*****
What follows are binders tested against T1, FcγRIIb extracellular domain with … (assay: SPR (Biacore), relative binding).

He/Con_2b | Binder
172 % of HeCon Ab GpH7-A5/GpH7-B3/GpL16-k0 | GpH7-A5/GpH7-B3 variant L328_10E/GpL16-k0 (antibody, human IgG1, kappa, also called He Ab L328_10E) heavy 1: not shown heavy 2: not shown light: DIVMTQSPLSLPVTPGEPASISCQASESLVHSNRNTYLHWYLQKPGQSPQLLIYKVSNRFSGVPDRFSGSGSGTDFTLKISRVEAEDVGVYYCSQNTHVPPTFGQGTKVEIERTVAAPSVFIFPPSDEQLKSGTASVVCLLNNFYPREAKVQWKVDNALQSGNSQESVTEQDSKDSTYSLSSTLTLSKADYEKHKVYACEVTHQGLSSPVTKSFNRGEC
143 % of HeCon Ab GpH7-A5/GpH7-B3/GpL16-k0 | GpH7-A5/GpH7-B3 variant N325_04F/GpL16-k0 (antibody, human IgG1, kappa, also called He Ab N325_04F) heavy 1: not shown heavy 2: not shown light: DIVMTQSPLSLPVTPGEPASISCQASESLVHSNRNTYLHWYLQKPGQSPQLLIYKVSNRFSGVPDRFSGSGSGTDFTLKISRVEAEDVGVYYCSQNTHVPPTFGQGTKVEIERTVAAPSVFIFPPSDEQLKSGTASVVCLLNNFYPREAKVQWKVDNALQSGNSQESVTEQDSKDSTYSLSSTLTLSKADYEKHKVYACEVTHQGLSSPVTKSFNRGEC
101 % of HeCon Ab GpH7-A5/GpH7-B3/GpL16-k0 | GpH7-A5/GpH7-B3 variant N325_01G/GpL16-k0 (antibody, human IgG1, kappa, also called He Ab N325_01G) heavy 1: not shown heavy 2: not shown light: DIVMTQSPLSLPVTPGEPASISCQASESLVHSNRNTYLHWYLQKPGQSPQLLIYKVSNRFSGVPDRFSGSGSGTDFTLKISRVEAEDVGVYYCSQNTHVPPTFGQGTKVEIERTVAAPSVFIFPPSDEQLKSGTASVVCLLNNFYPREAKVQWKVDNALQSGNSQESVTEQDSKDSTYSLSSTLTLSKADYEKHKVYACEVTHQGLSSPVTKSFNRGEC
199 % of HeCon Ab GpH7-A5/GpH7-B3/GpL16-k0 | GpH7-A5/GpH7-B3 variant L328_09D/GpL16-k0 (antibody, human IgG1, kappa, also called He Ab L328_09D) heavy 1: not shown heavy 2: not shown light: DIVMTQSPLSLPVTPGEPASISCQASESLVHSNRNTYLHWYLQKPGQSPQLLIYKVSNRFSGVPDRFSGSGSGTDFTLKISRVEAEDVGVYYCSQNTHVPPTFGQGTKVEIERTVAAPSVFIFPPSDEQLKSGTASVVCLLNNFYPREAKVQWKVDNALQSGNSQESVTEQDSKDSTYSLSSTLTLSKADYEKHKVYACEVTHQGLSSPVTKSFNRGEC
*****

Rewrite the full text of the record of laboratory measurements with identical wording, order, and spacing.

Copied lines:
What follows are binders tested against T1, FcγRIIb extracellular domain with … (assay: SPR (Biacore), relative binding).

He/Con_2b | Binder
172 % of HeCon Ab GpH7-A5/GpH7-B3/GpL16-k0 | GpH7-A5/GpH7-B3 variant L328_10E/GpL16-k0 (antibody, human IgG1, kappa, also called He Ab L328_10E) heavy 1: not shown heavy 2: not shown light: DIVMTQSPLSLPVTPGEPASISCQASESLVHSNRNTYLHWYLQKPGQSPQLLIYKVSNRFSGVPDRFSGSGSGTDFTLKISRVEAEDVGVYYCSQNTHVPPTFGQGTKVEIERTVAAPSVFIFPPSDEQLKSGTASVVCLLNNFYPREAKVQWKVDNALQSGNSQESVTEQDSKDSTYSLSSTLTLSKADYEKHKVYACEVTHQGLSSPVTKSFNRGEC
143 % of HeCon Ab GpH7-A5/GpH7-B3/GpL16-k0 | GpH7-A5/GpH7-B3 variant N325_04F/GpL16-k0 (antibody, human IgG1, kappa, also called He Ab N325_04F) heavy 1: not shown heavy 2: not shown light: DIVMTQSPLSLPVTPGEPASISCQASESLVHSNRNTYLHWYLQKPGQSPQLLIYKVSNRFSGVPDRFSGSGSGTDFTLKISRVEAEDVGVYYCSQNTHVPPTFGQGTKVEIERTVAAPSVFIFPPSDEQLKSGTASVVCLLNNFYPREAKVQWKVDNALQSGNSQESVTEQDSKDSTYSLSSTLTLSKADYEKHKVYACEVTHQGLSSPVTKSFNRGEC
101 % of HeCon Ab GpH7-A5/GpH7-B3/GpL16-k0 | GpH7-A5/GpH7-B3 variant N325_01G/GpL16-k0 (antibody, human IgG1, kappa, also called He Ab N325_01G) heavy 1: not shown heavy 2: not shown light: DIVMTQSPLSLPVTPGEPASISCQASESLVHSNRNTYLHWYLQKPGQSPQLLIYKVSNRFSGVPDRFSGSGSGTDFTLKISRVEAEDVGVYYCSQNTHVPPTFGQGTKVEIERTVAAPSVFIFPPSDEQLKSGTASVVCLLNNFYPREAKVQWKVDNALQSGNSQESVTEQDSKDSTYSLSSTLTLSKADYEKHKVYACEVTHQGLSSPVTKSFNRGEC
199 % of HeCon Ab GpH7-A5/GpH7-B3/GpL16-k0 | GpH7-A5/GpH7-B3 variant L328_09D/GpL16-k0 (antibody, human IgG1, kappa, also called He Ab L328_09D) heavy 1: not shown heavy 2: not shown light: DIVMTQSPLSLPVTPGEPASISCQASESLVHSNRNTYLHWYLQKPGQSPQLLIYKVSNRFSGVPDRFSGSGSGTDFTLKISRVEAEDVGVYYCSQNTHVPPTFGQGTKVEIERTVAAPSVFIFPPSDEQLKSGTASVVCLLNNFYPREAKVQWKVDNALQSGNSQESVTEQDSKDSTYSLSSTLTLSKADYEKHKVYACEVTHQGLSSPVTKSFNRGEC